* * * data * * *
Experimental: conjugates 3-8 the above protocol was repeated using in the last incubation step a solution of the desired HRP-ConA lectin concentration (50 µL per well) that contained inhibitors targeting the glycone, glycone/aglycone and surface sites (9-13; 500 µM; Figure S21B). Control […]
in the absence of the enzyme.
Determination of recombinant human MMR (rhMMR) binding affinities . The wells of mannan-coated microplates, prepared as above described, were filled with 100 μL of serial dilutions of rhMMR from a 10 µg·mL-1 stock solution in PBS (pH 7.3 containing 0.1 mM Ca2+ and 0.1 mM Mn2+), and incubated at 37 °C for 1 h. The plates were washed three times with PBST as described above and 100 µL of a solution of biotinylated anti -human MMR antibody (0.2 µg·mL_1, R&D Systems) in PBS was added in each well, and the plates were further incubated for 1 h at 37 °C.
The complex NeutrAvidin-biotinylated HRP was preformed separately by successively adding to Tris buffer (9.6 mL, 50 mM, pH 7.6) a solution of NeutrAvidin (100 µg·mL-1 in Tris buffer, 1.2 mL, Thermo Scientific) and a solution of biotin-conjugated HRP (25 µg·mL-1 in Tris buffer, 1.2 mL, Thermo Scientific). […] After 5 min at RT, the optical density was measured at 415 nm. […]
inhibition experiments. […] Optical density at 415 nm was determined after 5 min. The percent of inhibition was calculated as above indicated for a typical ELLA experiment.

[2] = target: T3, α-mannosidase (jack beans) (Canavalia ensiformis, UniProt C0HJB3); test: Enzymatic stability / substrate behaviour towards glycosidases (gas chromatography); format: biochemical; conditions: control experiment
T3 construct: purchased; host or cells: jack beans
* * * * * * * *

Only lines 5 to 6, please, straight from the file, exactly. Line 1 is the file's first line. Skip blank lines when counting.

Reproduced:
inhibition experiments. […] Optical density at 415 nm was determined after 5 min. The percent of inhibition was calculated as above indicated for a typical ELLA experiment.

[2] = target: T3, α-mannosidase (jack beans) (Canavalia ensiformis, UniProt C0HJB3); test: Enzymatic stability / substrate behaviour towards glycosidases (gas chromatography); format: biochemical; conditions: control experiment